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Anatomy of a Source Rock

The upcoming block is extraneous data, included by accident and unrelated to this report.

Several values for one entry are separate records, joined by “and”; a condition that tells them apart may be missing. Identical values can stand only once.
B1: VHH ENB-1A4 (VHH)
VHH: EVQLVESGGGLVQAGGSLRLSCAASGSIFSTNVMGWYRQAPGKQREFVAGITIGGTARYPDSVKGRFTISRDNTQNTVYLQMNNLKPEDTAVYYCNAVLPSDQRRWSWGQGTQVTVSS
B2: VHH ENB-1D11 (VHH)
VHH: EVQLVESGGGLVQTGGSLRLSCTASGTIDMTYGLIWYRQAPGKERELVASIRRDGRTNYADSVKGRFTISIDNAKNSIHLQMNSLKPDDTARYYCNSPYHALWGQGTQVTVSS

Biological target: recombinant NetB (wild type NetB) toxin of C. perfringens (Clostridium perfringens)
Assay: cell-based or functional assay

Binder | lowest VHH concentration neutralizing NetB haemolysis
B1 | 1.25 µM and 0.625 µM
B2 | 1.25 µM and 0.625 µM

With the growing global attention in shale gas and shale oil plays there has been a renewed interest in source rock geochemistry. This has resulted in a number of key questions concerning source characterization, including: 1) how much internal variability might be anticipated; 2) what is the potential impact of the variability on resource assessment; and 3) how best may a source be sampled to ‘fully’ understand its variability? These questions were examined, in part, through the detailed sampling of the Kimmeridge Clay at the type locality. A representation of variability was obtained from basic source rock data collected on fresh outcrop samples. Total organic carbon contents, for this world-class source rock, varied between 0.88 and 21.35 wt.%, with a mean of 9.13 wt.%. Samples with greater than 1.0 wt.% TOC had total pyrolysis yields ranging between 6.31 and 126.65 mg HC/g rock, with a mean of 54.16 mg HC/g rock. Hydrogen index values ranged from 240 to 611 mg HC/g TOC, with a mean of 516 mg HC/g TOC. Even these ranges do not fully capture the variability of the source, if data from elsewhere in the North Sea region are included. For example, TOC values exceeding 40 wt% have been measured. Although the hydrogen index values suggested similar liquid hydrocarbon products at Kimmeridge Bay across the outcrop the variability across the North Sea suggests that there are regions that are more gas-prone character. The differences in organic carbon content and hydrocarbon yields, which range by more than an order of magnitude, would have direct impact on estimates of both conventional and unconventional resources, if assessments were based on individual discrete samples. Discrete sampling either from an outcrop or a core commonly results in bias. Historically, these biases have been skewed toward the more organically enriched samples. This can be overcome through an increase in the number of samples and the incorporation of lithologic information, so that weighted averages can be generated to obtain a better representation of the unit. The analysis of cuttings samples introduces a different suite of problems, associated with representativeness and positioning. Regional variation also needs to be incorporated through an examination of the depositional systems of the unit, ensuring that the key environments are sampled accounting for the impact of factors such as sedimentary dilution, influence of storms, and oxygen content of the water column.